Teacher Tool #1

Understanding and appreciating the important role of
in the classroom and everyday life
Home page                                                                 Tool #2
Overview of Emotion
Emotion can be a nice thing to have, like joy and pride at
seeing a struggling student succeed after helping them.  It  
can also be helpful energy to move to make our lives better.  
That's why I often write it as E-motion. Get frustrated or
irritated and annoyed at how a day in class went, and you'll
be motivated to come up with a plan to make the next class
time turn out better.  If you're concerned about being
evaluated the next day, it motivates you to check your lesson
plan, and make sure everything is ready for the next day
before you go home.  If you have regret or remorse about
how you treated a student, it motivates you to seek them out,
to apologize, and try to make amends.
A Dysfunctional Amount of Emotion
Unfortunately, too often, people generate what I like to call a
dysfunctional amount of emotion.  It's easy to do that in a
classroom when you're dealing with 25-30 students, and a few
are not cooperating. The increasing expectations for, and
demands on teachers to raise test scores only exacerbates
any conflicts.  By dysfunctional, I mean the following:
1)  More than is necessary or helpful for the situation you find yourself in
2)  More than you want to have
3)  More than you know what to do with
4)  More than is healthy for you
5)  A type and amount that works against you instead of for you
How it works against you
The main way a dysfunctional amount of emotion can work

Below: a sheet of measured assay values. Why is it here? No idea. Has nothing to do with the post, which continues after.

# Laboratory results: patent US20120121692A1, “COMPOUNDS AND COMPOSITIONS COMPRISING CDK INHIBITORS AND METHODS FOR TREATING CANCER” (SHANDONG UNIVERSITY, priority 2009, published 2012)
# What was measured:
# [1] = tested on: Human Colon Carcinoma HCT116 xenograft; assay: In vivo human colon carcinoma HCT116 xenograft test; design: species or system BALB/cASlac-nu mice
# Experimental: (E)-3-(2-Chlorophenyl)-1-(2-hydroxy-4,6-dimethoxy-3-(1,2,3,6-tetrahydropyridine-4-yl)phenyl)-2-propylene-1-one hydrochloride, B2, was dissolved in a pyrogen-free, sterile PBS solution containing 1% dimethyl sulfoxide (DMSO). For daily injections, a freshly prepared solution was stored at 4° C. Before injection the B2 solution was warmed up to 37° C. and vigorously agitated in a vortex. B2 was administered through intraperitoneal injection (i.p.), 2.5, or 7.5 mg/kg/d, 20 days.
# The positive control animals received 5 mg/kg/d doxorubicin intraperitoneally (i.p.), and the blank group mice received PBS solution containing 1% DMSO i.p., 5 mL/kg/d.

against you in a classroom is that it makes you more likely to
react to what happens instead of respond to it.  It makes you
less response-able, or less able to respond to what students
do in the best possible way. One of the rules I lived by as a
teacher was: "There's two ways to make something you
don't like worse.  Do nothing, or overreact to it".  Teachers
more often than not do the latter.  

Anger and anxiety are two emotions that end up being
dysfunctional more often than not. When people say they
are stressed out, it's more often than not anxiety, (worry,
dread) that they are experiencing. These emotions are
designed to make us react. These two feelings are tied to
our fight or flight response to threats. You wouldn't want to
take too long to react to real threats to your well being or life.
The problem is that we can perceive threats where there
really are none, and unnecessarily magnify any that might
actually exist and generate anger and anxiety needlessly.
I call anger the number one enemy of effectiveness for
teachers. Anger can cause otherwise smart teachers do
stupid things with students.  A big part of the reason that
happens is that anger gives anyone a false sense of power,
righteousness, permission and protection. With students
having cell phones, we've seen all kinds of videos of
teachers doing just that uploaded to YouTube.   

I always encourage teachers and parents to see behavior
they don't like in their students or children as being the mere
tip of the iceberg.  I urge them to consider it as a symptom of
thoughts and feelings a student or their child has that they
need our help with.  That said, limits need to be set for kids,
and sometimes consequences are needed to encourage
students or children to abide by those limits.  I was taught
the 3 R's of consequences.  Consequences should be
Related, Reasonable, and dispensed in a Respectful way.  
When teachers make themselves angry, it's easy to violate
these three guidelines.
The Think-Feel-Do Thermostat
I like to use an old fashioned thermostat, one with a needle
you can move up or down, to help visualize what's
happening with thoughts, feelings, and actions.  Imagine the
face of that thermostat being divided into three columns, and
three rows.  The columns represent what you THINK, FEEL,
and DO.
Thermostat goals
Most people see other people and what happens as
being in control of their thermostats. That puts people at